In the wake of a failed policy (to create a unified and empowered Middle East fighting ISIS), Washington and its allies now must find a new approach. Arabs want governments that respect personal dignity, protect their individual liberty and provide them economic opportunity. The old tactics of dictators insinuating fear and division to preserve stability and prevent terrorism no longer works.
The unrepentant caricaturist was hospitalized, eventually recovered and left his homeland, but continued to draw -- his pen and tongue as sharp as ever.
We need to separate from the Palestinians. Not for them, for us. But that separation needs to be based on strict security measures and take into account the worst case scenarios.
Western governments that loose the dogs of war should stop assuming that their own people will not be bitten. Being a liberal democracy does not turn bombing and killing into an act of immaculate conception. Instead of pretending that their nations enjoy immunity from the inevitable horrors of war, Western officials should make the case to their people that the likely costs are worth the benefits. In this case that includes the possibility, perhaps likelihood, of terrorist attacks at home. There are no certainties even for America, which has done surprisingly well since 9/11. Which brings up the obvious question, why are the U.S. and its European allies involved "over there" -- and, in fact, currently intensifying their intervention?
My twelve-year-old son posed this question to me over the long weekend after hearing the public radio accounts of Assad's iron grip in Syria, Israeli-Palestinian intractability and ISIS reaching their tendrils across the Middle East. His solution: Just kill the bad guys. His "fix" is in good company. But it's not mine.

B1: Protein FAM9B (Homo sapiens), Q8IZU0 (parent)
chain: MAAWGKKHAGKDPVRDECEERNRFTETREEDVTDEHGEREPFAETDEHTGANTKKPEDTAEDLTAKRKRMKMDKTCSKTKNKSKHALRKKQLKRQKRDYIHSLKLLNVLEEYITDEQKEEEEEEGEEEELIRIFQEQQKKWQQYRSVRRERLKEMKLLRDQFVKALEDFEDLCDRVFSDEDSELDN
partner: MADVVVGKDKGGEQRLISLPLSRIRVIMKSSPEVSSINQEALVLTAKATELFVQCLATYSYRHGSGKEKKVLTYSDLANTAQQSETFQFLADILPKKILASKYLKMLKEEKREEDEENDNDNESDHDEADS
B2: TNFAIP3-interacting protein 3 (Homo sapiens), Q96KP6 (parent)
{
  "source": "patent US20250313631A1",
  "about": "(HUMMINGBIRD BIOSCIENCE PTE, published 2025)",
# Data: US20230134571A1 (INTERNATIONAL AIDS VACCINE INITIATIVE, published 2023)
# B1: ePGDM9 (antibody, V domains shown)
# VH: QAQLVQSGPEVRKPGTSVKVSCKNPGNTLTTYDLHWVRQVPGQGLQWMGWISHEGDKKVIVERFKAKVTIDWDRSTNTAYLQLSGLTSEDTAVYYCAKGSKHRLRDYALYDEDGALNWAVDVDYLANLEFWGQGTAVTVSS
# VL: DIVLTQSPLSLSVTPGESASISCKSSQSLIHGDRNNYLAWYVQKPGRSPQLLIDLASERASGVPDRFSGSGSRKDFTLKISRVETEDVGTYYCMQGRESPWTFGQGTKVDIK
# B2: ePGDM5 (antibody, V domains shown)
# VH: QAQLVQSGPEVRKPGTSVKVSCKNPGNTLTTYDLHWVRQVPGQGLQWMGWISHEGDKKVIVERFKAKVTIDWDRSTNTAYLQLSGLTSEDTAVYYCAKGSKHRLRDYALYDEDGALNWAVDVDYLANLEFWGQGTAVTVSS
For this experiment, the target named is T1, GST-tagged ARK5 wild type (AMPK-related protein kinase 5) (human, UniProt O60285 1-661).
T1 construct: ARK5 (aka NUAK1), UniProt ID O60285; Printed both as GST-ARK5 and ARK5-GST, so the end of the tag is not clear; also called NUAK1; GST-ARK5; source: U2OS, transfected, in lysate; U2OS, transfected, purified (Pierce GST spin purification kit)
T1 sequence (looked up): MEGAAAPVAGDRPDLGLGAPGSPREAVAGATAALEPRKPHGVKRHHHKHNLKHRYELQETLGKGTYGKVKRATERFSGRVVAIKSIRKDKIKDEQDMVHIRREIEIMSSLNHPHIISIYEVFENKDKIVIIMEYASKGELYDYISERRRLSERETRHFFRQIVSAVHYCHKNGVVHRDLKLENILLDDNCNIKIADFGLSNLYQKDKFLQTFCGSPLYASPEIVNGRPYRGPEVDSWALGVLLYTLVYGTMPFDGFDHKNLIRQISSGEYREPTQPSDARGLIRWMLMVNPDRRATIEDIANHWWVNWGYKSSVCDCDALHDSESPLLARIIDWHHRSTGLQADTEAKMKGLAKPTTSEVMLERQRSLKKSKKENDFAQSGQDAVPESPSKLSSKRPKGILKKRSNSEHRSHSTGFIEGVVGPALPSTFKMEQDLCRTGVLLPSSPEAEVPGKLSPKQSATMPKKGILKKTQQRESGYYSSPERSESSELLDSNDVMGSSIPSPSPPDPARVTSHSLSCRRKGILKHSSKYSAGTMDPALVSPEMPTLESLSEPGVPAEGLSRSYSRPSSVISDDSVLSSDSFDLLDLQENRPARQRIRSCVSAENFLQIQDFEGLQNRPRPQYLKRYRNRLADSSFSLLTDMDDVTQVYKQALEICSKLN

Photos of the debris of a Russian airliner scattered across the Sinai reminded many of another plane that also came apart at 31,000 feet, more than a ...
News of Libya is often mired in stories about violence. Positive updates are tough to pick out; yet, a non-violent, hopeful story has developed, as Li...
As many Americans sang "La Marseillaise" and expressed solidarity with the French after the terrorist attacks in Paris on November 13, Republicans rushed to seize political advantage.
Any rational person would have to agree that the world stands a better chance of effectively fighting IS together, than separately.
Contrary to Hillary Clinton's statements in the most recent Democratic debate, Muammar Gaddafi was not "deposed." He was tortured and murdered, very likely by Islamists allied with NATO forces. The "radical elements" that are causing "a lot of turmoil and trouble" in "this arc of instability" are, in fact, Islamists whom Clinton picked as allies in the region, and she has pressed to supply them with arms in Syria as well as Libya. She really rates mention as an American mover of the "instability" in the region second only to Bush and Cheney. The fact that neither candidate opposing Clinton in the primaries had a word to say about any of this -- that they were comprehensively uninformed about the NATO action in Libya and its aftermath -- points to an enduring weakness in the disposition and political temper of almost all Democratic politicians of any note.
I'll pray that the politicization of death ends soon. And for people to recognize the irony of dismissing victims anywhere and everywhere based on politics, race, color and religion.
Political analysis must tackle these issues yet space for grieving and processing the horror of a specific act of terror must be granted. Otherwise the horror and the responsibilities are just diluted in comparisons and reminders of historical similarities.
If we in the West must feel so guilty, let's feel guilty about the children we've killed in Muslim lands -- rather than about protecting ourselves from "Muslims" -- and others -- who would kill us in our own.
Moderate Muslims are the true front lines in this battle. And they need to be welcomed into our modern world, and helped in moderating the impulses of their young charges.
If MENA countries want to effectively battle the sale of their history to the highest bidder, they are going about it wrong and largely going about it alone. This is a regional crisis requiring regional solutions.
Republican candidates have justifiably complained about sensational "gotcha" debate questions from the media designed to generate conflict in order to spike ratings, and thus cash. Instead, time would be better spent trying to extract policy differences from among the candidates.